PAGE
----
Ferguson's tiny IT operation in the maelstrom

Ferguson's tiny IT operation in the maelstrom

Another small community gets big hacker attention

Ferguson, Mo., the city now in the midst of protests over a fatal police shooting, runs the type of IT department that gets almost no attention.

Ferguson doesn't have a CIO or the type of big IT vision found in much larger communities, at least in the documents its makes available online.

It operates with two IT employees, a network administrator and IT specialist, and uses an outside IT service contractor for some services, according to budget documents. It's a city of only 21,000.

The police shooting death of 18-year-old Michael Brown on Aug. 9 has had enormous impact nationally, drawing attention from President Barack Obama on Thursday. It has also made this city a target of the hacker group Anonymous.

Anonymous has said that if police "abuse, harass - or harm in any way the protesters in Ferguson we will take every web based asset of your departments and governments off line. That is not a threat, it is a promise. If you attack the protesters, we will attack every server and computer you have."

Ferguson does not have a lot of computers.

In terms of PCs, the city has about 60 and its budget goal is to buy 10 PCs per year. If it can achieve that, "the annual life cycle of each PC is reduced to only 6 years, which is more in line with industry standards," according to city documents.

Anonymous did succeed in taking down the city's Website Sunday night. According to a report by a local station,, officials had removed personal information from the site the day before the attack.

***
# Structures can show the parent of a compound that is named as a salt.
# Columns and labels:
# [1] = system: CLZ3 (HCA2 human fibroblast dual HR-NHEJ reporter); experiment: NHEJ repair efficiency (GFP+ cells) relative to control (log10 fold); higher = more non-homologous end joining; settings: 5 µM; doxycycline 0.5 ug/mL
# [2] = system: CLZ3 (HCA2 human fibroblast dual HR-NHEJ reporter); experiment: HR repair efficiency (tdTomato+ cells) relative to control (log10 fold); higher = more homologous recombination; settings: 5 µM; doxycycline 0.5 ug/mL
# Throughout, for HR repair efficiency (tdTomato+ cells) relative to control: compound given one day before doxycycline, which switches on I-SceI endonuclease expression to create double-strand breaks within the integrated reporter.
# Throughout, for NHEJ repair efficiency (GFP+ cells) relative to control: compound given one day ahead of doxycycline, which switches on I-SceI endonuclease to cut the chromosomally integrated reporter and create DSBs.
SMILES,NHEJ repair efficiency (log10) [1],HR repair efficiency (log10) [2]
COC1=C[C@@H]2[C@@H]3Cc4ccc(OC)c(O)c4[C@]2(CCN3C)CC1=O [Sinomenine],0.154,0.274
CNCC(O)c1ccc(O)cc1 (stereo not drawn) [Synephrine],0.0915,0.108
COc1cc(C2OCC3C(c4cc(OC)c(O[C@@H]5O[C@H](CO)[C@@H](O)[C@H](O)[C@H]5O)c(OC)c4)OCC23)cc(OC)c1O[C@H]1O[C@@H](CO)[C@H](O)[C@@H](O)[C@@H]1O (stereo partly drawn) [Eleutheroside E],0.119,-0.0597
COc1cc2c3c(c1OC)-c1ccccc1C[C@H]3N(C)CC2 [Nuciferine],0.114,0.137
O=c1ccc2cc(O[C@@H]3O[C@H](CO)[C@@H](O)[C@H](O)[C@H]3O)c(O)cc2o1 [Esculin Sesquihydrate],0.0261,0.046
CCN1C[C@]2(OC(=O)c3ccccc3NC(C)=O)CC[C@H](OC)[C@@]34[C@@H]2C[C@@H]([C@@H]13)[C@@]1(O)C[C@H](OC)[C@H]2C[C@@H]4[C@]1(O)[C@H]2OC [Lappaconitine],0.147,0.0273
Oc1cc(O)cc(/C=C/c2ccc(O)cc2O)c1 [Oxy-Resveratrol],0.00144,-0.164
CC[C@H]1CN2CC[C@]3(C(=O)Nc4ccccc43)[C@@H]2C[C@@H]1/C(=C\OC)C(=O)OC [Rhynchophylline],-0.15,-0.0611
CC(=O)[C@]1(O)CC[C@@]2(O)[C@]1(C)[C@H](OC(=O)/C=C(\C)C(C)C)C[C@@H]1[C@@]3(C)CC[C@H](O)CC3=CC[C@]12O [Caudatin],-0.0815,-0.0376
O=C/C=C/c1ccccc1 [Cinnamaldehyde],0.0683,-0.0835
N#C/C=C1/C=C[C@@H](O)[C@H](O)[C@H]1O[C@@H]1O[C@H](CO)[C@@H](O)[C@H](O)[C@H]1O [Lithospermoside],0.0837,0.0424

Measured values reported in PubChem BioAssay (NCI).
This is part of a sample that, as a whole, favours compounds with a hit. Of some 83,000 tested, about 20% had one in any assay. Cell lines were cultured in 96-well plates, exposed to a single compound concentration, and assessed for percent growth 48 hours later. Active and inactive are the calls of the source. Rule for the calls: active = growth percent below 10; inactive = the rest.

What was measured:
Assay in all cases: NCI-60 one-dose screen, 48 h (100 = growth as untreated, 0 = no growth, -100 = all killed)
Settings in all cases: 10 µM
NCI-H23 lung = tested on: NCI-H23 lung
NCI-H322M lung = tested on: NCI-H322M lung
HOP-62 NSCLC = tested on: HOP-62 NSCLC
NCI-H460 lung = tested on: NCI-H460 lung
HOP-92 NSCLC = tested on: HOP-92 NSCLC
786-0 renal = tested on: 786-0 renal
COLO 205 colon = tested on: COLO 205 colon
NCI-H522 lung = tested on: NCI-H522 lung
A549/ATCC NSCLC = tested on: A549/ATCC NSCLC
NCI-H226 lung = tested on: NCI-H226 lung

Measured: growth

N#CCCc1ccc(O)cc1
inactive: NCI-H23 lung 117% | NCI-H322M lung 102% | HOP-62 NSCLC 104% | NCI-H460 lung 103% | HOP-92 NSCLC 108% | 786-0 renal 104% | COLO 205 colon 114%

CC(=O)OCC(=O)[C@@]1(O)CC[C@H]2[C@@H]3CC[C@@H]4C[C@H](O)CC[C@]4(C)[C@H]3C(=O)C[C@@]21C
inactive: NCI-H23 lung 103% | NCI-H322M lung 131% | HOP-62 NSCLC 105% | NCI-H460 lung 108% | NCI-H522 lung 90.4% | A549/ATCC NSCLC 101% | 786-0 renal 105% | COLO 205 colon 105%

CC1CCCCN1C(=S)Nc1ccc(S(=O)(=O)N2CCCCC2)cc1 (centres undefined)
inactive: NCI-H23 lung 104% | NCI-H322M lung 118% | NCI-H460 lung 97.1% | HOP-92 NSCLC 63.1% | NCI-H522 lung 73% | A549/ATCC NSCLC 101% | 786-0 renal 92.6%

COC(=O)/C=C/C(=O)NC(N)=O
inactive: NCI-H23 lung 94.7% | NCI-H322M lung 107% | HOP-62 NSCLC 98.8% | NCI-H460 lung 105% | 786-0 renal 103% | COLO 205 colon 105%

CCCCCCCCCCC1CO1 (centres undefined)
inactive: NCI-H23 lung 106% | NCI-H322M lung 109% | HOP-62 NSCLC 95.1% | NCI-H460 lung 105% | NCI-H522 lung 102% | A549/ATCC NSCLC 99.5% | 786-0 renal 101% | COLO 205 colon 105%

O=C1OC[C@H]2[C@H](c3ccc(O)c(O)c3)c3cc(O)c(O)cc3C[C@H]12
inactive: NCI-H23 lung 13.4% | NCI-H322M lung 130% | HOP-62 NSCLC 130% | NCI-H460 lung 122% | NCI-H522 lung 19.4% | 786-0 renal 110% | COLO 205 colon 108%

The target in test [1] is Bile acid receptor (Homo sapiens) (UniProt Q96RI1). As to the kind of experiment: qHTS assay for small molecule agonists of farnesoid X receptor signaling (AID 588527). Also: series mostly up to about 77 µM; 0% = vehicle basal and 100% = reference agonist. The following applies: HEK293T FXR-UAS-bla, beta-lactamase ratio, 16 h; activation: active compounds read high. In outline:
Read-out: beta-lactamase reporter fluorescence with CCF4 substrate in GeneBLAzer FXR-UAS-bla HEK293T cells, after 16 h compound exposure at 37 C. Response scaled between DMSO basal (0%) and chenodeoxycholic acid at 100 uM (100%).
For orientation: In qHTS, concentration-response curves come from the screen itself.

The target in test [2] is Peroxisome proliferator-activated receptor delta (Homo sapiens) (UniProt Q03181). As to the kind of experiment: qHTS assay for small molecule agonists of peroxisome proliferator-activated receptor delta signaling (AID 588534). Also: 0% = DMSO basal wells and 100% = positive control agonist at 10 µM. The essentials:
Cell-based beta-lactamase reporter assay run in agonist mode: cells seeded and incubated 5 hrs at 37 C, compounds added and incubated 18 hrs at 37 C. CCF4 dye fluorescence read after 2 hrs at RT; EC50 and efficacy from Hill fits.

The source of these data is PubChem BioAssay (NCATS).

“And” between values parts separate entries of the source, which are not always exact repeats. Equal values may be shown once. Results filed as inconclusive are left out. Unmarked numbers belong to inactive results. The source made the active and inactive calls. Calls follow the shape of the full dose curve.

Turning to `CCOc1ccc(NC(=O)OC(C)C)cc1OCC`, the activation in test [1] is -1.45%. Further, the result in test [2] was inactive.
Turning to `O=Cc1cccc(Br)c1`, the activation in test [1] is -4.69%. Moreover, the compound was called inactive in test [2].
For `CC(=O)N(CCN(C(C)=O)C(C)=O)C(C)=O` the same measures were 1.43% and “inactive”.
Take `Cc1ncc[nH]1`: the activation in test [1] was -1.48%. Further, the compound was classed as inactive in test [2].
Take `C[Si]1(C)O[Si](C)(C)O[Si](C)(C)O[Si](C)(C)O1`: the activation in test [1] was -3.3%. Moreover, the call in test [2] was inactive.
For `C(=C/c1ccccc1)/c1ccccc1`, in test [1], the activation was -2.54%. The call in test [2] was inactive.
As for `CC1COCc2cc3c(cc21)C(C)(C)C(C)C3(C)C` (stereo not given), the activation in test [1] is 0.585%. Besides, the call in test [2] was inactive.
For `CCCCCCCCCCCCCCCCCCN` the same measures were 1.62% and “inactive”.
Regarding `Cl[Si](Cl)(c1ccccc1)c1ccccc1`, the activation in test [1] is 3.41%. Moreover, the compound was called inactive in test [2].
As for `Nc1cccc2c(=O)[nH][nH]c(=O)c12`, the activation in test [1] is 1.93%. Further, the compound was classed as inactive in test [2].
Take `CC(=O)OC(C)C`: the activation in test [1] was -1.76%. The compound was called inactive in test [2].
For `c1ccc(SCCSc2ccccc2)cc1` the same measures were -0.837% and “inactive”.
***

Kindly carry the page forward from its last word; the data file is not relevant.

The website, which the city recently spent $19,000 to redesign, appeared to operating normally Thursday.

The city is using VMware and operates a small sever room that the city said needed a new location, one that was at less risk for water damage. The city was also investigating the use of cloud services for some applications.

The hacker threat in Ferguson has some similarities to a rape case in Steubenville, Ohio. A community, population about 19,000, found itself under much attention from hackers, who sought police records.

Anonymous claimed to have the name of the police officer who shot Michael Brown and had published it on their Twitter feed, something police disputed. That feed was removed by Twitter.

Read more about data center in Computerworld's Data Center Topic Center.

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Tags AnonymousData Centerhardware systemsConfiguration / maintenanceCybercrime and Hacking

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